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Lethbridge Herald Newspaper Archives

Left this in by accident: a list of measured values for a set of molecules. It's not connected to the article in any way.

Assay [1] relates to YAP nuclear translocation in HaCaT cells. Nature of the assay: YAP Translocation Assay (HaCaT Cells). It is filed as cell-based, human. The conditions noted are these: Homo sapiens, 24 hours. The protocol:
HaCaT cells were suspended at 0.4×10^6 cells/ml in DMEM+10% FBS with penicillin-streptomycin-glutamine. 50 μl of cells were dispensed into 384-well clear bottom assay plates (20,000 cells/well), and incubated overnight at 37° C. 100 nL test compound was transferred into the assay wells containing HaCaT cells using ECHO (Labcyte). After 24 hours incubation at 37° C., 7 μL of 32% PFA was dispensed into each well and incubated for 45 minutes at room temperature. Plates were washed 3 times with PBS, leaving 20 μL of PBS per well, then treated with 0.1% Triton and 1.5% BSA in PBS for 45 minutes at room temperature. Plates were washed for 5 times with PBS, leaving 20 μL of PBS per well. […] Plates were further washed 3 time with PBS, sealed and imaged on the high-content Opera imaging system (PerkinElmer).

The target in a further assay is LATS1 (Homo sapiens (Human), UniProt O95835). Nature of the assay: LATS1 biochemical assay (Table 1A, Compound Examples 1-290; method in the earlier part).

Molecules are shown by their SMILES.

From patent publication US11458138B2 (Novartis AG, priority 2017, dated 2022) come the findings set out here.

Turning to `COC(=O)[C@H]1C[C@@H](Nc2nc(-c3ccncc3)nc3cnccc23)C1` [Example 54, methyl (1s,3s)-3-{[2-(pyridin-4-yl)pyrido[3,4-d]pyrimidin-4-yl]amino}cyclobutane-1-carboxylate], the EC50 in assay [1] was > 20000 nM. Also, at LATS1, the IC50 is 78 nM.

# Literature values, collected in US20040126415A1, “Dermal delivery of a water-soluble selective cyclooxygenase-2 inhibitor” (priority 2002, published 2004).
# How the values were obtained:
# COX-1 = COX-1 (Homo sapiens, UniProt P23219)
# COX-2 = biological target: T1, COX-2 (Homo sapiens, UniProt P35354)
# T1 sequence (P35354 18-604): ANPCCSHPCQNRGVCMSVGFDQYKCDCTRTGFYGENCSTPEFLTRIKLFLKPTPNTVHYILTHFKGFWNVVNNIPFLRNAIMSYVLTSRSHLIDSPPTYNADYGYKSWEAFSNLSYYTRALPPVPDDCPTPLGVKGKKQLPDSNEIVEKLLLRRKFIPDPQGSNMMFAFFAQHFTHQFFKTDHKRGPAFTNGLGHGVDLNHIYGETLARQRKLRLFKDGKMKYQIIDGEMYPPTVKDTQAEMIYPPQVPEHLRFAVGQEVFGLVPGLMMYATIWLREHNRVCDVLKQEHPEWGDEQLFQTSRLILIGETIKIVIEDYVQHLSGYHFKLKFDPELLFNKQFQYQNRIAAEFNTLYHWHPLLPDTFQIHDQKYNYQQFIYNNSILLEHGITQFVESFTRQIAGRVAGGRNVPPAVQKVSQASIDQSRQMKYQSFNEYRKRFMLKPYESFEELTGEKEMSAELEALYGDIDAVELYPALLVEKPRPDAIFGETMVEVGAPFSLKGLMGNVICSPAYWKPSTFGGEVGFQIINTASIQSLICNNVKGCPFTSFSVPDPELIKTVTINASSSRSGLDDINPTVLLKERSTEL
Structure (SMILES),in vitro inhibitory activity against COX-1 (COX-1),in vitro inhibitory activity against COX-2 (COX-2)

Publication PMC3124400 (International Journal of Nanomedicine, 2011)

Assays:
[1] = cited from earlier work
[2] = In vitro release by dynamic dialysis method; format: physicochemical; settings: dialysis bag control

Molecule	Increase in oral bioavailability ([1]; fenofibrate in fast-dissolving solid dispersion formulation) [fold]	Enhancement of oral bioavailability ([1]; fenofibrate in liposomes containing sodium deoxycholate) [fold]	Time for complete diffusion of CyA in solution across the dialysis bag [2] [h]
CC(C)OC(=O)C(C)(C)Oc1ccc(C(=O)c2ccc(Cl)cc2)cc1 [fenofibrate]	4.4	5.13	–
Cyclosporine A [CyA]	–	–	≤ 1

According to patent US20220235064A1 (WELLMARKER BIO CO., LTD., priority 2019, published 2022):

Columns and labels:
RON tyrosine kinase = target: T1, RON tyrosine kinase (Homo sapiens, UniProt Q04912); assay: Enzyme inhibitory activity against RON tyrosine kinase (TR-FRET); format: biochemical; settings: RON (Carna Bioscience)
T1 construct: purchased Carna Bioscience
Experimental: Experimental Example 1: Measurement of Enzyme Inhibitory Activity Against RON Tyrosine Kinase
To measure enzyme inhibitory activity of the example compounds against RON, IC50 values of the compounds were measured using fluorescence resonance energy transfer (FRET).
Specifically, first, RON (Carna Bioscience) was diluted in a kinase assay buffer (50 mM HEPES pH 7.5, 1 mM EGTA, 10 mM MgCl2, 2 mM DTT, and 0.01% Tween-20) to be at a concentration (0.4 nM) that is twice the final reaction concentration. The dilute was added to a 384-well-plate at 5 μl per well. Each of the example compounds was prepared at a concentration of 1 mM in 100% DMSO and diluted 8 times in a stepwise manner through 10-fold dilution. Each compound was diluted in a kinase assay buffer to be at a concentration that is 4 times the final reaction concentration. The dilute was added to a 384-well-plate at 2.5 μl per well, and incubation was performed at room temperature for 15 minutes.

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Lethbridge Herald, The (Newspaper) - January 25, 1972, Lethbridge, Alberta eeunr FORECAST HIOH WEDNESDAY 20.31 BELOW The lethbridge Herald VOL. LXV No. 37 LETHBRIDGE, ALBERTA, TUESDAY, JANUARY 25, 1972 PRICE NOT OVER 10 CENTS TWO SECTIONS 20 PAGES FLQ brain gives up PIERRE VALLIERES MONTREAL (CP) Author Pierre Vallieres, a leading Ihinker of the Front de Liberlion du Quebec who has been a fugitive from Justice for more than four months, gave himself up to police Monday night. The 34-year-old revolutionary philosopher, dedicated to Quebec independence, went into hiding last Septem- ber before his trial on charges of seditious conspiracy and counselling to kidnapping and murder.. Vallieres, wearing a moustache and with hair cut shorter than when he disappeared, arrived alone in a taxi at the provincial police headquarters on east-end. Parthenais Street. He was met there by lawyer Jacques Bellemare p.m. and surrendered to the duty officer, Marcel Demontigny, who recognized him, shook his hand and said: "Bon soir, Pierre." Vallieres, author of Negras Blancs d'Amerique White Niggers of America, was rumored by several sources to be ready to come out of hiding, especially since he issued a controversial 27-page document last month denouncing FLQ armed violence and supporting tne separatist Parti Quebecois. Before he was taken to a detention cell Monday night, Vallieres spoke to two reporters who were on the scene after being tipped in advance about the planned surrender. He told them he stayed in the Montreal area during his period of hiding from early September. He spent his time reading newspapers and watching television. He ajso underwent an agonizing time of self-cri- Koisni that resulted in the document repudiating ter- rorist violence and favoring the Parti Quebecois, with seven elected members in the Quebec legislature, as (he vehicle through ivhich to win a free Quebec. He told reporters that was Hie single most dif- ficult thing he faced in the last four monhs, far more difficult than deciding to give himself up to police. Reverses view la another reversal of opinion, Vallieres said of his court appearance today: "I have confidence in the ju- dicial authorities." Shortly failed to show up in court Sept. 7 to have a trial date set, and FLQ note was published in two Montreal newspapers explaining that he had gone into hiding "because there arc more important things for a revolutionary to do in Quebec than to sub- mit interminably to fake political trials." The fiery revolutionary had spent almost lour years hi Jail after first being arrested in September, 19G6, in front of the United Nations building in New York fiuring a demonstration. He was wanted in Montreal in the bombing death four months earlier of a secre- tary in east-end shoe factory. He was released on 'bail in May, 1970, and re- arrested under the War Measures Act during the Oc- tober kidnap crisis that year. He was again on bail when he disappeared last September. It was during the latest period of hiding lhat Val- lieres threw FLQ thinking into confusion with his docu- ment Tne FLQ and the Major Lessons of October, 1970. It was delivered to and published in Montreal Le Devoir in December and immediately touched off an- gry outbursts' if criticism from other FLQ associated people. Fed-UD By PAUL JACKSON Herald Ottawa Bureau OTTAWA Progressive Conservative House Leader Ged Baldwin says he believes thousands of active Lib- erals are on the verge of deserting the party because of personal opposition to Prime Minister Tmdeau's policies. Mr. Baldwin, MP for Peace River, Alta., was com- menting on the defection of Victor Pod, a key member of the Mount Royal Liberal Association, to the Progres. sive Conservatives. Mount Royal is Mr. Trudeau's own riding. Mr. Pod, an alderman for the town of Mount Royal and chairman of Mr. Trudeau's publicity committee in the 1965 federal election and a member of the riding's fund raising committee in I960, said Monday he has quit the Liberals and joined the Conservatives. His defection comes just days alter half the execu- tive of Ihe Leeds Liberal Association in Ontario resign- ed because of a disagreement with Mr. Tnidean's idea of Liberalism. George Fulford, former Liberal MP and vice-president of the Leeds group until his resignation, has said he will support the PCs in the next federal election. Association president Thomas Cossitt also quit the Leeds group. Mr. Baldwin says he believes recent defections are "just the tip of a vast iceberg" of thousands of active Liberals who are disenchanted with Mr. Trudcau. The PC house leader said a number of top Liberal supporters In Calgary have deserted the party and are working for the PCs for the federal election expected this year. "I'm not saying all of those who have defected througlxiut the country have suddenly become dedicated Conservntlvcs. Whnt I nm saying is lhat they arc long- time Literals who do not regard Mr. Trudcau or his policies us representing Liberalism In ils line form. Therefore, tlipy will leave the parly snrl stay out as Mr. Trudeau is Its slid Mr. Baldwin. Rotating Controllers dare Ottawa stnfees i to act in wage dispute By THE CANADIAN PRESS Rotating strikes appear to be the next step br 'In ,National Association of Rv.-.'ii, Em- ployees and Te .1 its contract dispute w. CBC. Kenneth Steel, chairman of the association's bargaining committee, said Monday night .in Toronto that strategy would be decided in a telephone con- ference by committee members later today. "But rotating strikes seem to be favored at this point. And they could start in a couple oE days, probably Wednesday. We're not going to sit around long, I can tell you that." The technicians, in a ballot taken Saturday and announced Monday, voted 90.07 per cent In favor of strike action. Of 2.041 eligible members, cast ballots with voting in favor and 147 against. There were seven spoiled ballots. WAIT FOR WORD Mr. Steel said the committee was awaiting word from the CBC on a possible resumption of talks. "It's either going to be now that we do it or after a long he said. It was understood Monday the dispute would go to federal me- diation although neither side would comment. Rotating strikes would affect Individual centres rather than the entire network. A similar tactic has been employed by postal employees. Added pressure on the CBC came Monday from the announ- cer-clerical unit of the Canadian Union of Public Employees, which disclosed its members would not work with manage- ment personnel to carry on pro- gramming on the absence of technicians. The Toronto Radio Producers' Association took a similar stand. COULD HAVE EFFECT The decision could affect both CBC radio and 'television pro- gramming. Meanwhile, lechnicians 1 n both the Maritimes and Vancou- ver began working .to rule: tak- ing meal breaks on schedule, refusing overtime and obeying orders only from authorized su- pervisors. The technicians have been In a legal position to strike since a.m. EST Friday, a posi- tion reached after several months of bargaining. They rejected a conciliation report which proposed a 21- month contact including a six- per-cent raise retroactive to July 1, 1971, and another per-ccnt raise July 1 this "year. Salaries now range between 5119 and for a 40-hour week. SHOICHI YOKOI all inmt a dream Second World War soldier found hiding in jungle AGANA, Guam (AP) A man who told officials he is a former Japanese army sergeant and has been hiding in the jun- gles since the Second World Wai says: "It all seems like a dream." "I keep thinking I'll wake up Shoichi Yokoi said as he met with reporters after two fishermen spotted him. and sub- dued him near his cave home Monday. Guam Gov. Carlos Gamacho said first investigation showed no reason to disbelieve Yokoi's claim to be a Japanese army survivor, but Camacho said he knew of no way to establish the claim conclusively. With Camacho standing at his side and honorary Japanese Consul James Hintafcu serving as an interpreter, Yokoi de- scribed his life since Americans landed an invasion force in 1944. He said he and nine other sol- diers fled into the jungle in 1844 and the group gradually dwin- dled to two other men and him- self. He said he had been alone since the two others died within i short lime eight j-ears ago. The 5-foot-4 Yokoi said he is 55. Doctors said he weighed only 90 pounds and was anemic, but was otherwise in surpris- ingly good physical condition. Yokoi said he was afraid to come out of hiding because he didn't know what would happen to him. He said he subsisted on fish, coconuts and wild vegeta- tion. Camacho said he will return Yokoi to Japan as soon as possi- ble. Farmers to cash in recognition extended DACCA (AP) Czechoslova- kia quickly followed the Soviet Union today in recognizing Bangladesh and other countries were expected to follow suit. CTK, the Czechoslovak news agency, said the Prague govern- ment recognized Bangladesh as an independent and sovereign state and wants to exchange ambassadors. Officials of the young country expressed great pleasure at Moscow's recognition. The Soviet consul-general to Dacca conveyed his govern- ment's decision to Prime Minis- ter Mujibur Rahman. Foreign Minister A. S. Azard told reporters that he hoped rec- ognition from Washington wou'd come "sooner than expected." But the most recent word from officials in the US., capital was that recognition was not even under consideration. The Uniled Slates backed Pakistan in Ihe two-week war with India in December and the Soviet Union backed India, which entered the fight to estab- lish the independence of Bangla- desh. India and Bhutan one of Its, Himalayan dependencies, were the first slates to recognize Bangladesh. Denmark, Norway, Sweden and Finland say they plan to do so when other West- ern nations mnkc up (heir minds, and speedy recognition now is expected from Hungary and Romania, the other mem- bers of the Soviet bloc OTTAWA (CP) Farmers will be able to cash in on new domestic wheat subsidies "within a a spokesman for Otto Lang, minister respon- sible for the Canadian wheat board, said Monday. Mr. Lang announced last weekend in Saskatoon that the government will pay farmers a bushel more than they currently receive for wheat sold in Canada fo_- human consump- total of The spokesman said Mr, Lang is "very close" to announcing when farmers will receive the new price and whether they will receive it through direct federal subsidy or the wheat board. "We hope to have the me- chanics worked out within a month." The spokesman said Mr. Lang has long favored an increase in domestic wheat prices, but that it had taken some time to con- vince his cabinet colleagues. The decision to boost the do- mestic top grade wheat price lo a bushel from the current subsidized rate of n bushel will cost the Canadian taxpayer about million a year. WON'T AFFECT BULK But while the increased do- mestic price lias brought enthu- siastic comment from farm Canadian Fed- eration of Agriculture said it "greatly nppreciates" the in- won't affect Ihe bulk of whoal told by Canadian Most Canadian three quarters of ex- ported, and the export price moves up and down competi- tively on the world market. A Statistics Canada outlook for this year says world wheat pro- duction will be about 11.3 billion bushels from 10.6 billion in lower prices for Canadian wheat sold abroad. The outlook for Canadian wheat this coming year indi- cates that Canadian exports will "reach or surpass" 435 million bushels, the 1970-71 total. Domestic consumption, how- ever, is predicted to be a little lower lhan the 156 milh'on bushels used for food, feed and seed in 1970-71. OTTAWA (CP) With their ballots Monday, air Iraffic con- trsllers challenged the govern- ment either lo force them back to work with legislation or give them what they want at the bar- gaining table. Voting to 247, the con- trollers rejected a proposed 27- month contract that would have raised their salaries 17 per cent and shortened their 36-hour work week by 1% hours. Today, a treasury board spokesman said the board had received a telegram from the controllers proposing a resump- tion of talks. Treasury board ac- cepted the offer, the spokesman said, and suggested meetings resume today at 4 p.m. EST. The immediate response of the government was a show of patient deliberation. Treasury Board President C. M. Drury said in a statement the government intends to "ex- haust all other possibilities of settling it (the strike) before re- .sort to, in effect, withdrawal of the right to strike." The results of the vote were announced at a news conference by J. R. Campbell, president of the Canadian Air Traffic Con- trol Association. He said most of the control- lers would be ready to return to work if Hie government should recall Parliament and obtain legislation to end the strike, now in ils ninth day. "But I don't think the prime minister is prepared to call Parliament in at this time." PREPARED TO STAY OUT Without such action, he added, the controllers are pre- pared to stay out for up to three than the national economy could stand, in his view. He volunteered an immediate return to the bargaining table but warned that, in their present mood, the controllers would not be likely to accept even the '22-per-cent raise which earlier appeared to be their ulti- mate objective. The result of the vote was greeted with deep regret by a spokesman in Montreal for Air Canada. With more than employees, the airline is the company most affected by the strike. It has estimated its daily loss of revenue at S1.3 milh'on and has not yet calculated how this will be offset by the layoff last week of workers. From Vancouver, Opposition Leader Robert Stanfield re- sponded with an admonition that "there comes a time when the general interest has to pre- vail." He said he wanted to see as little interference as possible in collective bargaining bul re- called lhat last week he had recommended the recall of Par- liament if the strike did not end within a few days. MEDIATOR TO QUIT Also disappointed was Dr. Noel Hall, me industrial rela- tions expert from British Col- umbia who spent 98 hours last week in mediation sessions with the two sides. Dr. Hall said he would not re-enter the dispute and intended instead to return to Vancouver. At his news conference, Mr, Campbell indicated a feeling among the controllers that they may be able to get a better deal from Parliament than that of- fered by Hie treasury board. Seen and heard About town r-ITY POLICE CHIEF Ralph niicliclson saying "Old- man Winter" is the best con- stable on the beat Gary Mclnncs, 28, getting the big- gest cup of hot chocolate when the wailrcss said he was the biggest kid in Urn restaurant Thumbing through the phone book to sec how many Purchases are in town, Jim Purchuc found nobe. No free parking downtown on Wednesday afternoons Parking is no longer free in the downtown area Wed- nesday afternoons. City council Monday pass- ed en amendment to the highway traffic bylaw by de- leting the section which allowed for metered stalls to be used free of charge Wed- nesday afternoon after The amendment is effec- tive immediately. Jaywalking downtown has also been further by the amendment. Now, it is illegal for a pe- destrian to cross 5th through 3tli St. between 3rd and 5th Ave. S. and 3rd through 5th Ave. between 5th and 8th St. S. at any lane, alley or drive- way. Previously the bylaw was not specific on this point. plot to shoot K TORONTO (CP) A provin- cial inquiry was told today of a plot to assassinate Soviet Premier Alexei Kosygin during his visit to the Ontario Science Centre here last Oct. 25. Insp. Hoy Soplet of the Metro- politan Toronto police intelli- gence bureau told the inquiry anunidentified group ap- proached a man and offered him to shoot the Russian leader during his visit here. Insp. Soplet said the man, whom he did not identify, was told thai the money would be paid to his estate should he sue. ceed in killing Mr. Kosygin, but in turn be killed by police. Insp. Soplet said (lie man had "stated he haled communism and that he had been in a Soviet prison camp." "He had not planned himself to assassinate Mr. Kosygin, but he said that if he was given the opportunity he would take it." PLOT CONFIRMED Existence of the plot was con- firmed by RCMP Inspector L. H. Winters, officer com- manding the Toronto subdivi- sion. Insp. Winters said he had In- formation of an assassination plan, which was "not related to any particular ethnic group." "But, at least there was an indication that money would be paid to assassinate Mr. Kosygin and a uniform would be prov- ided to get him (the potential assassin) through the police se- curity lines. But it didn't mater- ialize." The plot was one of several schemes mentioned by Insp. Soplet to kill Mr. Kosygin during his visit to Toronto, the last stop of a nine-day cross- Canada tour. The others, he said, involved members of the 'News of spreading strikes remains completely falsa and...CLICK... right-wing Edmund.Burke Soci- ety, based in Toronto. Insp. Soplet said a Burke Boci- et> member "was to shoot Mr. Kosygin while on the Don Mills roadway" between the hotel where he was staying and the science centre, less than a mile away. There was also a plan by Burke society to throw fire- bombs through the windows of the science centre while Mr. Ko- sygin was speaking to a Cana- dian Manufacturers' Association banquet, said Insp. Soplet. Insp. Soplet noted that Geza Matrai, a 27-year-old Hungar- ian-Canadian who assaulted Mr. Kosygin in Ottawa Oct. 10, was a member of Ihe Burke society. Murder sentence upheld OTTAWA (CP) The Su- preme Court of Canada today upheld a non capital murder conviction against Ronald Emkeit of Calgary. Emkeit, leader of a motor- cycle gang known as the Grim Reapers, was convicted of the March 7, 1970, death of Ronald Hartley, who headed another motorcycle gang known as the Outcasts. Evidence was that Emkeit struck Hartley across the head with a metal logging chain at a meeting outside Calgary city liir-ils called lo make a peace pact between the rival gangs. In his appeal Emkeit pleaded self defence or, in the alterna- tive, for a new trial on the grounds that the Crown had in- troduced evidence agtinst him that was non admissible and inflammatory. In a 4-to-3 judgment, the high court said the disputed evi- dence "could not have prej- udiced the jury any more than the evidence of Emkeit him- self." A tola! of 12 persons had been convicted at a joint trial of slay- ing Hartley. On appeal to the Alberta high court, one was acquitted and a new trial was directed for the others except Emkeit. Ruler stabbed to deati SHAHJAH (AP) The ruler of the little Persian Gulf emir- ate of Sharjah, Sheik Khalid, was found stabbed to death toilay in an attempted coup led by a cousin. The police clamped a curfew on the sheikdom. No traffic move d, and communications with the outside world were lim- ited. Sheik Khalid's cousin, a for- mer ruler named Sheik Sakr bin Sultan, drove into the palace grounds Monday with two car- loads of Bedouins, occupied the palace and took Sheik Khalid hostage. Led by the ruler's brother, Sheik Sakr bin Mohammed, po- lice and troops of Uie Union of Arab Emiralcs surrounded Ihe blue riiid while building, and after nn exchange ot shols rushed it lodny. They found Die ruler dead, slabbed by a long curved Bedouin dagger known SHEIK KHALID coup victim us a khanjor. The president of the Union of Arab Emirates, Sheik Zald bin Sultan of Abu Dhabi, announced that Sheik Sakr bin Sultan and those associated with him had surrendered. The president also reported that four other per- sons, who were not identified, were killed with Sheik Khalid. Sakr bin Sultan was deposed in 1965 and had been living in Cairo. He blamed his overthrow on the British. Sharjah was a British protectorate until British forces withdrew from the Per- sian last Then Sharjah joined five oilier sheik- doms along (lie gulf lhat had been British protectorates and formed [lie Union of Arab Emir- ales. The rebels surrendered after an hour-long telephone conversation between Defence Minister Mohammed Bin Rashid nl Makluni and Ihe dead ruler's brother. The rebel group was driven away after surrendering but their deaUnaMrai was not known. ;